Posted on March 18, 2013 by Samantha Cristoforetti
Training for ISS – Part 2
I have been a bit absent from this blog in the last couple of months: my apologies for that. Believe it or not, I was given a pretty long break from formal ISS training - although I have kept my head in the books! It’s been a busy time nevertheless: I’ve taken care of some personal matters, like a move, and I have worked my way through piles of documents, unanswered correspondence and all kinds of little and big open actions that had accumulated in over a year and a half of almost constant travel around the world for training. So I’m ready to start off with a clear mind, a clean inbox and a decluttered hard disc into the next year and a half of almost constant travel that will lead me to the ultimate voyage to the ISS in December 2014.
But hey, wait a moment. Aren’t astronauts preparing for ISS supposed to be fully immersed in training for the 2.5 years prior to their flight (or somewhat less, if they’re veterans)? How is it possible – you might wonder – that the schedulers gave me such a long break? The trick is that I got a bit of a head start. In summer 2011 I was assigned to the Reserve Astronaut training (thank you ESA!). That’s a role peculiar to the smaller ISS partners and it entails receiving about a year worth of ISS training, so that the reserve astronaut would be able to get a late start into an ISS training flow to replace a colleague from the same space agency that had to be pulled out of a crew no later than, say, a year and a half prior to launch. That’s very different from the normal backup system in the ISS crew rotation, which is called “single flow to launch” and which I can explain another time, if you’re curious.
As part of the reserve astronaut preparation I have completed the training on ISS systems, including some emergency simulations and I’ve acquired my certifications in EVA (also see this blog) and in robotics. In Star City I have completed the classes on the Soyuz system as a left-seat flight engineer, a pretty extensive addition to the regular reserve astronaut flow, that would normally only entail the less comprehensive training for the right-seat crewmember. And of course the Star City winter also offered me and Thomas the chance of practicing our survival skills.
As nice as it has been for me to start training about a year before getting a flight assignment last summer, this has made me a somewhat unusual case for our expedition schedulers, who sure prefer to have a “synched-up” crew. So, here’s where my lightly-loaded winter has come from. Synching up: done.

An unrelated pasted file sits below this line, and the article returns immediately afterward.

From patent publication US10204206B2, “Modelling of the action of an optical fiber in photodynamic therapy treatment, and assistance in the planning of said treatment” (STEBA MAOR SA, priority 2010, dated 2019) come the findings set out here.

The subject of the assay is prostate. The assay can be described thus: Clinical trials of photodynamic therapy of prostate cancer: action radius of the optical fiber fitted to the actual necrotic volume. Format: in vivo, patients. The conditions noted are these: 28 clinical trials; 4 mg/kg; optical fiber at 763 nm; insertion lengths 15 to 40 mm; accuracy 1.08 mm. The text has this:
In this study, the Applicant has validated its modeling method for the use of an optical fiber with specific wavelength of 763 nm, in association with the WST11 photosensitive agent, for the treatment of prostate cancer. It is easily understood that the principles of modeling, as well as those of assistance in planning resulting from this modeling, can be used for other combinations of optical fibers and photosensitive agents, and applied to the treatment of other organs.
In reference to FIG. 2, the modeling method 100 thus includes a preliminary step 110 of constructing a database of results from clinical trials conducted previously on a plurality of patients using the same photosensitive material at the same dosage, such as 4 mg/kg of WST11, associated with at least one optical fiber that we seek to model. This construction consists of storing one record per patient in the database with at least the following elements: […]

It’s been a gradual start back into training. Last week at the European Astronaut Centre I had a quick refresher on the Columbus payloads and I retook my Columbus systems operator certification, which I had taken the first time three years ago with the rest of the Shenanigans as part of our basic training. Operator-level training teaches you how to deal with malfunctions that are serious enough to set off a warning alarm. Later this year I’ll be back in the Columbus mockup for the specialist training: that’s when you learn to take components apart and put them back together for maintenance ops. Looking forward to get my hands dirty!
This weekend was time to pack my luggage again and make my way to Star City. It’s been the familiar routine – a late night arrival at the Domodedovo airport, a quick disembarkment from the most forward seat I could get in an effort to cut the waiting time at passport control and then, after customs, the familiar affable face of Nikolay, the Star City ESA driver, meeting me. The ride to Star City has taken roughly an hour – it would take several hours in the daylight traffic. I’ve been given the key to my usual room on the ESA floor of the Profilaktorium, still with my pull-up bar in the door frame and some gym clothes I had forgotten last time. It’s the nice thing about coming back to Star City: even if it’s been a while, it feels like you never left.
Soyuz sims, manual rendez-vous and docking, manual descent, Russian segment motion control system, European Robotic Arm, Orlan… all of that is on my plate for the next five weeks. It’s the first time I’m formally here for Expedition 42/43 training. The schedule that our guardian angels from the ESA office, Yuri and Anna, have left on my desk actually includes the events of crewmates Terry and Anton. I’m somehow pleased to notice this little detail and I look for any common training units.
First thing today I will have two-hour Soyuz sim briefing with Anton and on Tuesday we’ll have a four-hour session together in the Soyuz simulator. I’ve been in the sim often as a single trainee, now I’m really looking forward to working in there with my actual Soyuz commander. Somehow I have the feeling it will be fun.